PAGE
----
Tens of thousands evacuated from around the stricken Fukushima Daiichi power plant may not be allowed home for months, a Japanese minister said Friday, with no end in sight for the nuclear crisis as fresh concerns mount about alarming radiation levels in beef, seawater and groundwater.
While he didn't set a firm timetable, Chief Cabinet Secretary Yukio Edano said people who'd lived within 20 kilometers (12 miles) of the nuclear facility would not return home permanently in "a matter of days or weeks. It will be longer than that."
"The evacuation period is going to be longer than we wanted it to be," Edano said. "We first need to regain control of the nuclear power plant."
The plight of the evacuees and those within a 20-to-30 kilometer radius of the facility, who have been told to stay indoors and encouraged to leave, is one of many storylines still playing out in relation to the crisis. Many are rooted at the northeast Japan power plant where dozens of workers, soldiers and others are rushing to prevent the disaster from worsening, while further afoot farmers, citizens and officials are dealing with the effects of already released radiation.
That includes news Friday, from Edano, that more tests would be conducted on radiation levels in beef, as well as chicken and pork that came from the most affected areas.
Japan's health ministry reported the previous day thatradiation higher than the regulatory limit has been found in beef from Fukushima prefecture, the same province as the embattled nuclear plant. Radiation likely would enter a cow -- or, similarly, a pig or chicken -- indirectly, after it eats grass and other feed that itself has been contaminated.
The radiation levels, detected in a single cow, were slightly above the guidelines set by Japan's Nuclear Safety Commission -- 510 becquerels (a measurement of radioactivity by weight), compared to the official limit of 500 becquerels.
The meat will not be sold and will be retested, the ministry said.
This radiation finding is the first one involving beef, although authorities have banned the sale and transport of numerous vegetables grown in the area after tests detected radiation.
Cesium 134 loses half its radiation every 2.1 years, notes the Argonne National Laboratory in Argonne, Illinois. Cesium 137, experts have said, has a half life of 30 years.
Cesium 137 levels have also spiked in ocean waters off the nuclear plant, according to the nation's nuclear and industrial safety agency. A Wednesday afternoon sample showed levels of 527 times the standard.
Because of its long half life, experts have said its presence is worrisome.
"That's the one I am worried about," said Michael Friedlander, a U.S.-based nuclear engineer, explaining cesium might linger much longer in the ecosystem. "Plankton absorbs the cesium, the fish eat the plankton, the bigger fish eat smaller fish -- so every step you go up the food chain, the concentration of cesium gets higher."
Questions remain about how the cesium reached the sea, as did radioactive iodine-131 isotope samples taken Wednesday 330 meters (361 yards) into the Pacific Ocean that showed levels 4,385 times above the regulatory limit. This exceeded the previous day's reading of 3,355 times over the standard -- and was an exponential spike over the 104-times increase seen just last Friday.
Officials have downplayed the potential perils posed by this isotope, since it loses half of its radiation every eight days. All fishing is banned within 20 kilometers (12 miles) of the plant, and Hidehiko Nishiyama of Japan's nuclear safety agency adds that such waterborne radiation should dilute over time.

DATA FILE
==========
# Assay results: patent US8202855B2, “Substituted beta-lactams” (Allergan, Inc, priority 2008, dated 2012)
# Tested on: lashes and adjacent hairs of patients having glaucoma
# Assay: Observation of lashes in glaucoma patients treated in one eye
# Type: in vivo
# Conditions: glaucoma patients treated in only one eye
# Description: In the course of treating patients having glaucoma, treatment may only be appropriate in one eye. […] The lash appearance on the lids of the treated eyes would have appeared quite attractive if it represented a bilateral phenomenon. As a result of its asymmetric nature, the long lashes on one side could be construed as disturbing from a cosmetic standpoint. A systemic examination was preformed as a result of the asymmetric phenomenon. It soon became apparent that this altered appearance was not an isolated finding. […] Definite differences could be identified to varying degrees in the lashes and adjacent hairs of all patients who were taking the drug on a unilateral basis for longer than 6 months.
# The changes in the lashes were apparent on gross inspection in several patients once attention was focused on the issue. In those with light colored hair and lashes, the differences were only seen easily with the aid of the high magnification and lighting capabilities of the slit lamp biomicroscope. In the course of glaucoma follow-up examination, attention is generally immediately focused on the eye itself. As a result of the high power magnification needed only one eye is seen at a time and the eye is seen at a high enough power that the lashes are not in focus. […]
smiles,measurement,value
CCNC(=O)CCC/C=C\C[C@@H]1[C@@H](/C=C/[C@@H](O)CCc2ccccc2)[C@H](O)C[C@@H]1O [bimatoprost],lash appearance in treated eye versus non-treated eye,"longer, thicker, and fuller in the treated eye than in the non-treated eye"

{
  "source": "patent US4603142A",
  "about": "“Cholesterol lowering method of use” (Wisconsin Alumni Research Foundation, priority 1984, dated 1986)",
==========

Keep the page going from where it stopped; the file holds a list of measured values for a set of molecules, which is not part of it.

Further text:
As efforts continued Friday to cool nuclear fuel in reactors and spent fuel pools -- using concrete pumping trucks and a new supply of fresh water from a U.S. Navy barge that docked in waters outside the plant Thursday -- concerns remained about other water sources that have shown high levels of radiation.
This includes water in exposed maintenance tunnels leading in and out of the Nos. 1, 2, 3 and 4 reactor buildings, one of which earlier had radiation levels 100,000 above the norm.
Authorities have been working in recent days to drain these tunnels, to prevent them from spilling over and sending tainted water into the ground. By Friday, an official with the Tokyo Electric Power Company -- which operates the plant and heads the recovery effort -- said water levels had dropped one or more meters, and that the issue was no longer urgent.
What has become more of a priority is testing, and finding the source of, an apparent spike in radiation in groundwater near the plant.
Just after midnight Friday, a Tokyo Electric official said that iodine-131 levels in ground water from a pipe near the No. 1 reactor had 10,000 times the standard limit. But the utility later backtracked, promising to get more clarity later.
Edano addressed this confusion in a press conference later Friday, noting that a "constant amount of radiation" appeared to be getting into the groundwater while noting that further tests are forthcoming.
"The numbers released ... looked strange, and that led to the recalculation," he said. "In either case, underground water seems to contain some level of radioactive substances, and this leads to an understanding that the ... soil in the vicinity needs to be monitored closely."
All this contamination -- both into the ground and, eventually, the sea -- is the result of a leak or some other sort of ground seepage from one of the nuclear plant's four most embattled reactors, a Tokyo Electric official said Thursday. The official noted that the high levels suggest the release of radiation into the atmosphere alone couldn't be the lone source.